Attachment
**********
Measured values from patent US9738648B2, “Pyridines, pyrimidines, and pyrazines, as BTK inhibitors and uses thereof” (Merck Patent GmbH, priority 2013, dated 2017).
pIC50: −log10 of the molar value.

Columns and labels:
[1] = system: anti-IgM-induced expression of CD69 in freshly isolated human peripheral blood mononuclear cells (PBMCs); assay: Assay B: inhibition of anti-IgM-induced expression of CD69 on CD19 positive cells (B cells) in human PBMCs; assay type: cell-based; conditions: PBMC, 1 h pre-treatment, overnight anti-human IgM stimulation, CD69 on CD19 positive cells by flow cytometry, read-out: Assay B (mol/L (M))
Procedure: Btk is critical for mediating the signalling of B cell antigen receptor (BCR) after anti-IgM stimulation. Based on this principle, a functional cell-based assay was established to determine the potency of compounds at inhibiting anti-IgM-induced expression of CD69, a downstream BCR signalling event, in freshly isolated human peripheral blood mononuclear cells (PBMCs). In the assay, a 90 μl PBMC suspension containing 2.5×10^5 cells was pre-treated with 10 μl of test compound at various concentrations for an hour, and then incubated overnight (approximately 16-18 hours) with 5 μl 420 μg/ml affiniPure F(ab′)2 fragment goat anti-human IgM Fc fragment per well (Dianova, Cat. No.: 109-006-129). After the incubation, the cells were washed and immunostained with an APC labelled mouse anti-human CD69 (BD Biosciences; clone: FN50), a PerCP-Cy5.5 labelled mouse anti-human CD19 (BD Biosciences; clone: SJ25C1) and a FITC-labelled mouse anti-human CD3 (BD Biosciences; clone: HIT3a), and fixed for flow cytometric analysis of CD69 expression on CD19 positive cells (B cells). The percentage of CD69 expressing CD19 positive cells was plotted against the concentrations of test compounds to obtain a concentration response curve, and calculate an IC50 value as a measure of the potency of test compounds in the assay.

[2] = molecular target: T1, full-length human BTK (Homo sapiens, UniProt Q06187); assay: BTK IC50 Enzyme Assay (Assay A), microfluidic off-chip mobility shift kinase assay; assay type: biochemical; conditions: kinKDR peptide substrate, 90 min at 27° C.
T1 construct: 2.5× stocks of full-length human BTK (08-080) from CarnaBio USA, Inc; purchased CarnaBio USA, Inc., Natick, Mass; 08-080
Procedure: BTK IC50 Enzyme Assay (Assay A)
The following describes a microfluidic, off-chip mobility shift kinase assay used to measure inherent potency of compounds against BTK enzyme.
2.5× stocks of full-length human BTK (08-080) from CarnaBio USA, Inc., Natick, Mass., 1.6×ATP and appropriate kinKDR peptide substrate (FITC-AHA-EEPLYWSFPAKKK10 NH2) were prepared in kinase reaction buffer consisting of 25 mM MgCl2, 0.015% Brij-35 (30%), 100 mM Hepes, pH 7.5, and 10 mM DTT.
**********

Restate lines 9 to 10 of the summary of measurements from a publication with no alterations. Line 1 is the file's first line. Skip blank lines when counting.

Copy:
The following describes a microfluidic, off-chip mobility shift kinase assay used to measure inherent potency of compounds against BTK enzyme.
2.5× stocks of full-length human BTK (08-080) from CarnaBio USA, Inc., Natick, Mass., 1.6×ATP and appropriate kinKDR peptide substrate (FITC-AHA-EEPLYWSFPAKKK10 NH2) were prepared in kinase reaction buffer consisting of 25 mM MgCl2, 0.015% Brij-35 (30%), 100 mM Hepes, pH 7.5, and 10 mM DTT.